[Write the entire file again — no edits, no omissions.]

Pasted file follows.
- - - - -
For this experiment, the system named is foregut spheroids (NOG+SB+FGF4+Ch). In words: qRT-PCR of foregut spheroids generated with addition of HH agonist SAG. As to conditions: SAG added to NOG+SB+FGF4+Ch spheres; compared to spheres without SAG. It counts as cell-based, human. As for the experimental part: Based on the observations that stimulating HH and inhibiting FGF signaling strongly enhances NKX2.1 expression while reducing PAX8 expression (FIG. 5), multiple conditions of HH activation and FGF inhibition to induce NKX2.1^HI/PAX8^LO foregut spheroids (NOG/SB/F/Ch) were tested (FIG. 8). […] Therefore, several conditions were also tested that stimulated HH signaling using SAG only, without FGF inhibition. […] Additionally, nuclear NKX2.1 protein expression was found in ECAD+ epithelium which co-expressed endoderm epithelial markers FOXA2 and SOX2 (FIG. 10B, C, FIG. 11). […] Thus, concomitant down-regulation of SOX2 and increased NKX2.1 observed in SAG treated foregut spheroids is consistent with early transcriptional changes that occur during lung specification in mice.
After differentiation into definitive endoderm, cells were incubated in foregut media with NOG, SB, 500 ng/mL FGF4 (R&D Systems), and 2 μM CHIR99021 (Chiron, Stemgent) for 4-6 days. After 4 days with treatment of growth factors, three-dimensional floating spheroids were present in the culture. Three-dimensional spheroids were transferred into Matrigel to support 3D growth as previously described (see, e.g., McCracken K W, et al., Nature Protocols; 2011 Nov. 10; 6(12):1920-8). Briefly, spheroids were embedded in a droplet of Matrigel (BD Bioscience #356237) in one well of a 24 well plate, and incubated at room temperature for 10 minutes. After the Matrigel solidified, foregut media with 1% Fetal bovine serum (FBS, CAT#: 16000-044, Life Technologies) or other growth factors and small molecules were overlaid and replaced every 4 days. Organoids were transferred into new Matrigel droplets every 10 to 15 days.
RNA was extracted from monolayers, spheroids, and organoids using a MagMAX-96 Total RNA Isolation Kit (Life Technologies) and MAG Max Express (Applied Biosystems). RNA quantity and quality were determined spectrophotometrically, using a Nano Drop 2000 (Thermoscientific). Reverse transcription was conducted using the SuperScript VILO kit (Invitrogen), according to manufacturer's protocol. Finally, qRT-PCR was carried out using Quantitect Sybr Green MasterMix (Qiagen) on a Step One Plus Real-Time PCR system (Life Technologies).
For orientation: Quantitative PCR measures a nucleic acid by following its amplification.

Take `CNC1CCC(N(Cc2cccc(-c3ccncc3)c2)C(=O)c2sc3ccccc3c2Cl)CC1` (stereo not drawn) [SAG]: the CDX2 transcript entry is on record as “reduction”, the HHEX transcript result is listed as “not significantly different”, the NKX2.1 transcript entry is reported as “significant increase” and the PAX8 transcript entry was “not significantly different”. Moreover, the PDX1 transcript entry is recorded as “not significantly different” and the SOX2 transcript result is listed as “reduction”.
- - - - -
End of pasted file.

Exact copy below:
For this experiment, the system named is foregut spheroids (NOG+SB+FGF4+Ch). In words: qRT-PCR of foregut spheroids generated with addition of HH agonist SAG. As to conditions: SAG added to NOG+SB+FGF4+Ch spheres; compared to spheres without SAG. It counts as cell-based, human. As for the experimental part: Based on the observations that stimulating HH and inhibiting FGF signaling strongly enhances NKX2.1 expression while reducing PAX8 expression (FIG. 5), multiple conditions of HH activation and FGF inhibition to induce NKX2.1^HI/PAX8^LO foregut spheroids (NOG/SB/F/Ch) were tested (FIG. 8). […] Therefore, several conditions were also tested that stimulated HH signaling using SAG only, without FGF inhibition. […] Additionally, nuclear NKX2.1 protein expression was found in ECAD+ epithelium which co-expressed endoderm epithelial markers FOXA2 and SOX2 (FIG. 10B, C, FIG. 11). […] Thus, concomitant down-regulation of SOX2 and increased NKX2.1 observed in SAG treated foregut spheroids is consistent with early transcriptional changes that occur during lung specification in mice.
After differentiation into definitive endoderm, cells were incubated in foregut media with NOG, SB, 500 ng/mL FGF4 (R&D Systems), and 2 μM CHIR99021 (Chiron, Stemgent) for 4-6 days. After 4 days with treatment of growth factors, three-dimensional floating spheroids were present in the culture. Three-dimensional spheroids were transferred into Matrigel to support 3D growth as previously described (see, e.g., McCracken K W, et al., Nature Protocols; 2011 Nov. 10; 6(12):1920-8). Briefly, spheroids were embedded in a droplet of Matrigel (BD Bioscience #356237) in one well of a 24 well plate, and incubated at room temperature for 10 minutes. After the Matrigel solidified, foregut media with 1% Fetal bovine serum (FBS, CAT#: 16000-044, Life Technologies) or other growth factors and small molecules were overlaid and replaced every 4 days. Organoids were transferred into new Matrigel droplets every 10 to 15 days.
RNA was extracted from monolayers, spheroids, and organoids using a MagMAX-96 Total RNA Isolation Kit (Life Technologies) and MAG Max Express (Applied Biosystems). RNA quantity and quality were determined spectrophotometrically, using a Nano Drop 2000 (Thermoscientific). Reverse transcription was conducted using the SuperScript VILO kit (Invitrogen), according to manufacturer's protocol. Finally, qRT-PCR was carried out using Quantitect Sybr Green MasterMix (Qiagen) on a Step One Plus Real-Time PCR system (Life Technologies).
For orientation: Quantitative PCR measures a nucleic acid by following its amplification.

Take `CNC1CCC(N(Cc2cccc(-c3ccncc3)c2)C(=O)c2sc3ccccc3c2Cl)CC1` (stereo not drawn) [SAG]: the CDX2 transcript entry is on record as “reduction”, the HHEX transcript result is listed as “not significantly different”, the NKX2.1 transcript entry is reported as “significant increase” and the PAX8 transcript entry was “not significantly different”. Moreover, the PDX1 transcript entry is recorded as “not significantly different” and the SOX2 transcript result is listed as “reduction”.